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Tango Tales: A Journey through the History of Tango

Just a few days ago, the reissue of "El tango between 1880-1920" was presented in Buenos Aires, a book of great documentary value that challenges some of the milestones around which tango has built its identity.

Although it may seem unartistic, it is common for important events not to occur in the form of a serial story. This disorder is often tempered by historians with flowery prose, oral traditions, and artistic evocations, who provide comforting doses of quaintness where necessary. Logically, when history mixes with romanticism, the rigor of truth often suffers; the present takes care to spice up the past, and that's how heroes die contentedly after defeating enemies instead of desperately calling for a stretcher. Fueled by repetition itself, the corrected narrative gains autonomy and at some point breaks free from what has once happened; myths begin to wander in the social imaginary, to circulate, to linger, and slowly manage to carve out a place in collective memory. So they endure, placidly, until some curious person decides to investigate how much truth there is in them.

That's what Hugo Lamas and Enrique Binda were up to for over 35 years, investigating how much truth there was in the usual story about the origins of tango. "What we were reading about the period we were dealing with didn't add up," says Enrique Binda; "the more we analyzed, the more questions arose, until we realized that we had to rewrite history based on verifiable documentation and not on revealed truths." From the outset, the authors imposed the rigor of a strictly scientific investigation: to consider only what can be proven, to dispense with what is accepted dogmatically by popular knowledge, to avoid the temptation to elaborate a theory where the documentation is not enlightening, and to reread the bibliography considering the circumstances of production and the boasts it might hide. "We always thought that tango was born within a normal society, such as that of Buenos Aires at that time," says Binda. "The documentation we found reveals that the socio-cultural phenomenon called tango developed normally within the intellectual growth of the city."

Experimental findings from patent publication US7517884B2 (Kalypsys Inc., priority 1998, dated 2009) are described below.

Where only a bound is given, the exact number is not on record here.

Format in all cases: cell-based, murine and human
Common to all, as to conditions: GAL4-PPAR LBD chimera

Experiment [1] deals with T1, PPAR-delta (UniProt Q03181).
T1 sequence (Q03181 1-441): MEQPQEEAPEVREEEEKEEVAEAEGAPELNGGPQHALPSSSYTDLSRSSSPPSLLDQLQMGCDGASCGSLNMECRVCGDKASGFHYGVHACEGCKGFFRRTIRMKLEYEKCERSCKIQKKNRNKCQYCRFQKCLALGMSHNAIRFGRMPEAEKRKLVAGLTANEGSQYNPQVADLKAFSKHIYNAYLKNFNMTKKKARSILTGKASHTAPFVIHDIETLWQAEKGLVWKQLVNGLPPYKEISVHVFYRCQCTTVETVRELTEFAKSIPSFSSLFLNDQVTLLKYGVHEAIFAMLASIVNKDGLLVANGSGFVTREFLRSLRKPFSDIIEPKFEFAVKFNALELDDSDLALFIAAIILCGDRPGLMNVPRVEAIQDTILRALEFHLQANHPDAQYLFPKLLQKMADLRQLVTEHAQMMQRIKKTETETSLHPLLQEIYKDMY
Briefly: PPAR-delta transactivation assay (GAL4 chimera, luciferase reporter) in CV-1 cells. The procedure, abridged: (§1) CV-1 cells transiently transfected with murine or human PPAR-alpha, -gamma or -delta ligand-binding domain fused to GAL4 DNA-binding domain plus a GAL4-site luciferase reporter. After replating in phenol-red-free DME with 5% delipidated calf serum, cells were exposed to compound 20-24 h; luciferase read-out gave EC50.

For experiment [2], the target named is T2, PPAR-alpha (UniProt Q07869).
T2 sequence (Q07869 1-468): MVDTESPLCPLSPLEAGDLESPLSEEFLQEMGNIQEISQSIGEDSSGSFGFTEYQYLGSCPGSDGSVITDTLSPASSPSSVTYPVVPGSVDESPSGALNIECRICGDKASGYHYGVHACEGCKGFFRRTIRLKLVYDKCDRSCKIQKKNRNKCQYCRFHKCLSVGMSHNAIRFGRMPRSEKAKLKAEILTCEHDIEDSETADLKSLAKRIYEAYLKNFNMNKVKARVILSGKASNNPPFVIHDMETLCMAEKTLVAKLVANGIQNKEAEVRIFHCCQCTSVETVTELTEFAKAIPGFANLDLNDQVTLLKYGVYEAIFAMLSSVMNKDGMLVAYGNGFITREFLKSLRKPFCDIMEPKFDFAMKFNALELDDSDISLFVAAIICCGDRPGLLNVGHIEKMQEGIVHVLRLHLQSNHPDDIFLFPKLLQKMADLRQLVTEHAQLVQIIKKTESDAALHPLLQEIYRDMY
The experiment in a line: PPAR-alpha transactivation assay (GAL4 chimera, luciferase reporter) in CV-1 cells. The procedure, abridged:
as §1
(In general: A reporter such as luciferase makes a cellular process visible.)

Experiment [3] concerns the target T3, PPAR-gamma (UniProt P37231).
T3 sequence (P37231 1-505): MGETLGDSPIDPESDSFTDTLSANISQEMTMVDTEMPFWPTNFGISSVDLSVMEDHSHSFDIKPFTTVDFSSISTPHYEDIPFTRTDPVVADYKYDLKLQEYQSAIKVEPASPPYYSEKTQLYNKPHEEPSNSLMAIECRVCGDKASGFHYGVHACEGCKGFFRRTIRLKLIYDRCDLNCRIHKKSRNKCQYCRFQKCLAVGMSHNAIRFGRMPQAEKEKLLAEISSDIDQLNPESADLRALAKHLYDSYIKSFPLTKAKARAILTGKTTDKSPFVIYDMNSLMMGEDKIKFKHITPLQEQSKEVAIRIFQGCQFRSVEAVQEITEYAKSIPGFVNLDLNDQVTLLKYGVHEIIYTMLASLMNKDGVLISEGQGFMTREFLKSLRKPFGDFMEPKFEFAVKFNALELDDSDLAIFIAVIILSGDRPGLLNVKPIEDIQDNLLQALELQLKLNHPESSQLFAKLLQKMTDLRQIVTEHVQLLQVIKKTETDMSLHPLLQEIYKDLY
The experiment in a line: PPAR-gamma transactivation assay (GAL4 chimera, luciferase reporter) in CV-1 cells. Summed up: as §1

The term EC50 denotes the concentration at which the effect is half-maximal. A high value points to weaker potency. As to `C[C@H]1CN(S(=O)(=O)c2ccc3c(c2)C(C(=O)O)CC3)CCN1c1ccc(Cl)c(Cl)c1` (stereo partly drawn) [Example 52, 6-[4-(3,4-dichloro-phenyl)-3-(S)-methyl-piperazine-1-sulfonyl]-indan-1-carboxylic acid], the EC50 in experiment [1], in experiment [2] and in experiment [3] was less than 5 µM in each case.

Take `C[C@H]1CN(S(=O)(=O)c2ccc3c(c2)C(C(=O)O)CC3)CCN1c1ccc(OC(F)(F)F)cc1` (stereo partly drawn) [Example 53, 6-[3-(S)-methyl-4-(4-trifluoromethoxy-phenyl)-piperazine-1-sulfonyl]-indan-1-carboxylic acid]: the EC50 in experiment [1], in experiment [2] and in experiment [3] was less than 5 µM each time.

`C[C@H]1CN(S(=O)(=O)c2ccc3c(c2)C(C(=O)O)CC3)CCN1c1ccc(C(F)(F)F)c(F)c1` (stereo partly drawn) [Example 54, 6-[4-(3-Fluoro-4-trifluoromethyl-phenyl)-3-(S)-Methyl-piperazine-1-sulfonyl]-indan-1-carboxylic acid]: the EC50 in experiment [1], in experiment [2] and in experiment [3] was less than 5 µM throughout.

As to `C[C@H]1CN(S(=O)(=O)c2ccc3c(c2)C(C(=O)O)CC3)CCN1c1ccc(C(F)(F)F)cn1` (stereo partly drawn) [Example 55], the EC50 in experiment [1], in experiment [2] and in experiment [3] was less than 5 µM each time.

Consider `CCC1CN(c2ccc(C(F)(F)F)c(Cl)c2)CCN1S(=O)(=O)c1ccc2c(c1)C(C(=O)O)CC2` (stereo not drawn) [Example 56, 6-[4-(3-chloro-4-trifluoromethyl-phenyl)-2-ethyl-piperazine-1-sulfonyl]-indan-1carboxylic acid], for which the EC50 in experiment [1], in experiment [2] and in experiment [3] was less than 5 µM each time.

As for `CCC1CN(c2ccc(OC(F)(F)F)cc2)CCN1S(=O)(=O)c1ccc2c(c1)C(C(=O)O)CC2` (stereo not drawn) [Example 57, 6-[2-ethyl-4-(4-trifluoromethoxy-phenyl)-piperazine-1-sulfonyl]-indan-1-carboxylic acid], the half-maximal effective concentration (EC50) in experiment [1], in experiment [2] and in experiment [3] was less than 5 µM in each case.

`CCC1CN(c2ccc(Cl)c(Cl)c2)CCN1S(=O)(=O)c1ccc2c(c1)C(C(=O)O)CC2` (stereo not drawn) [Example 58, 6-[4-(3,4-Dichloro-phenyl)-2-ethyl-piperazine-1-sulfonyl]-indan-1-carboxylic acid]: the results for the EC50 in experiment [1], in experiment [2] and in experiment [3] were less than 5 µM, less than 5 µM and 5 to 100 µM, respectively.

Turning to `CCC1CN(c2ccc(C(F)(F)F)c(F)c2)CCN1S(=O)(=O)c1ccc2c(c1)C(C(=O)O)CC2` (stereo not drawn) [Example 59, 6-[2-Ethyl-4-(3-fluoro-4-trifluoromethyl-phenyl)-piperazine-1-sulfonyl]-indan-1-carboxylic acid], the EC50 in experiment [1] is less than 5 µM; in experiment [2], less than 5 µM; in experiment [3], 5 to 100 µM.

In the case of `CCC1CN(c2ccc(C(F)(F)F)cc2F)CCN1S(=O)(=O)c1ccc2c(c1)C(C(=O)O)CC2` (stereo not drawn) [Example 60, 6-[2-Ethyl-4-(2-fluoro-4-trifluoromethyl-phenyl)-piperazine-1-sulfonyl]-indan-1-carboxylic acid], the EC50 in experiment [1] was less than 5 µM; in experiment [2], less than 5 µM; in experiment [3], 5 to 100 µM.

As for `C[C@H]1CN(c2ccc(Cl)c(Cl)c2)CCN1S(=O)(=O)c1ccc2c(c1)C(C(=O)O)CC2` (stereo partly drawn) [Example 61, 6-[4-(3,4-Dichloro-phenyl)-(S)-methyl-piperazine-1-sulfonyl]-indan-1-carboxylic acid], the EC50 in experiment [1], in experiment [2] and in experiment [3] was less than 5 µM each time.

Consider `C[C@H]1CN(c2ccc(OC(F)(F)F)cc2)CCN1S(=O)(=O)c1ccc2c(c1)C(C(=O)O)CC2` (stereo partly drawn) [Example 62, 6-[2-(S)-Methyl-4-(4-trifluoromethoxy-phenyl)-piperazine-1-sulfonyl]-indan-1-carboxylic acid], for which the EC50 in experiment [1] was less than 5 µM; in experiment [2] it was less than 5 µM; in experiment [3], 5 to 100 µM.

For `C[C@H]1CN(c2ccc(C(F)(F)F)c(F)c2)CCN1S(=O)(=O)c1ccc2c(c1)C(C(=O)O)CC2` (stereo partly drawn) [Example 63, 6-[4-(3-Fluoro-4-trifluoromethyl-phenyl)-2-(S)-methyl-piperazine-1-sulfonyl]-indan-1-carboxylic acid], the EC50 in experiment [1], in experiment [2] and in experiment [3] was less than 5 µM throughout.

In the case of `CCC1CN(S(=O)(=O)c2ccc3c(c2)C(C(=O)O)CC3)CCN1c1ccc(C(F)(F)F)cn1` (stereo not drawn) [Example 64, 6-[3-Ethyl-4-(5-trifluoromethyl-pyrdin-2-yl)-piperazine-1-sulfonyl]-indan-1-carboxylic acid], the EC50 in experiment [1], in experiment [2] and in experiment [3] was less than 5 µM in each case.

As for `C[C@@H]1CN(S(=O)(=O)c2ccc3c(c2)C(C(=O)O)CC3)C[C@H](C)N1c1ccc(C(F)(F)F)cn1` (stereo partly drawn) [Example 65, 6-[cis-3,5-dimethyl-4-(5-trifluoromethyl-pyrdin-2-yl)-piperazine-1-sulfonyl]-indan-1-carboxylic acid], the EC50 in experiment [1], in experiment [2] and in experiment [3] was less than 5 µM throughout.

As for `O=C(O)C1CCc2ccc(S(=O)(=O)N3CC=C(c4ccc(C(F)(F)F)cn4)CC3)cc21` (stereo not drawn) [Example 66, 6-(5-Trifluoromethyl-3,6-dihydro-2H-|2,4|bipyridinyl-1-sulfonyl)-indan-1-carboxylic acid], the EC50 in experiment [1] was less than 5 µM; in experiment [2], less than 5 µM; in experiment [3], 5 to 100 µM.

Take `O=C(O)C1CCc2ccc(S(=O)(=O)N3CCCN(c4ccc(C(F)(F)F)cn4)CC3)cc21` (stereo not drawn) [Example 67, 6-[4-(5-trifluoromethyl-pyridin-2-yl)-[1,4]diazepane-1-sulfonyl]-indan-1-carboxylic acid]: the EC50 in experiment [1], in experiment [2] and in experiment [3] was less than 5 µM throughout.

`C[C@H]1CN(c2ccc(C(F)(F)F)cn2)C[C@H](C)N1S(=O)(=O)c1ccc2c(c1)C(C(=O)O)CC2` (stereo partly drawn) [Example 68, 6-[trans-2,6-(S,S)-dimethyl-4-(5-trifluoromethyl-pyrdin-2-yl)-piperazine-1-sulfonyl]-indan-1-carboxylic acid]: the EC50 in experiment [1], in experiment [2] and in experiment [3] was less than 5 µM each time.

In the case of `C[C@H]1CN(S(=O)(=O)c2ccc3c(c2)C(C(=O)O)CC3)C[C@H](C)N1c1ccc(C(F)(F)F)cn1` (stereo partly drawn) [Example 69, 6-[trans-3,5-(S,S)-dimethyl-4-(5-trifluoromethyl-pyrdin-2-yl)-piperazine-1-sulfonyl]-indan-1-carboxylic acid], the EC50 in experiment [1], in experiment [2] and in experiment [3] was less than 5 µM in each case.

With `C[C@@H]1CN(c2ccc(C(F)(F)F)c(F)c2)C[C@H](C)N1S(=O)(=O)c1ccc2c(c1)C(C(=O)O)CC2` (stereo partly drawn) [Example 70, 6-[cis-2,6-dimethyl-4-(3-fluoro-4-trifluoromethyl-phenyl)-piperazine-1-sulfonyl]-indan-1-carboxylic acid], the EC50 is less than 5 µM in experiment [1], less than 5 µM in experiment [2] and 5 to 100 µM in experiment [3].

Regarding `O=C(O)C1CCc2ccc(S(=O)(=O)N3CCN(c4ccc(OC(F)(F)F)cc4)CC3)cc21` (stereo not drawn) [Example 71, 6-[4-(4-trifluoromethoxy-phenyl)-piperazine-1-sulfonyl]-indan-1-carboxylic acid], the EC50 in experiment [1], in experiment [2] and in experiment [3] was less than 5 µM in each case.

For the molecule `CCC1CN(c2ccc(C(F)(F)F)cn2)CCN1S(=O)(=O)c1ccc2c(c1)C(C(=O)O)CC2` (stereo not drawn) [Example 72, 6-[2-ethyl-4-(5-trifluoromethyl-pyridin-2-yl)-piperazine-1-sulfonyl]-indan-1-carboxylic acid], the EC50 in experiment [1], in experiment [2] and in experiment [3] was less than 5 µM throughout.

The cross-referencing of judicial records, police communications, testimonies, theater programs, records, advertisements, cadastral reports, censuses, and archives of all kinds led the authors to revelations that confront some of the most widely spread milestones about tango: the research presents a tango that developed both in the center and in the outskirts, in plain sight of whoever wanted to see it, with more academies than brothels and with many more actors than the usual cast of thugs, prostitutes, and scoundrels. "The presence of tango occurred in all social strata," points out Binda, "in different percentages. It's not that the entire lower class loved tango or that the entire upper class rejected it. In 1910, for example, there were already more than 500 recorded tango titles; who consumed these luxury items? The thugs, the prostitutes, the compadritos? At the same time, thousands of piano scores of tangos had been sold, who had a piano in their house? We're talking, at least, about the middle class and above."



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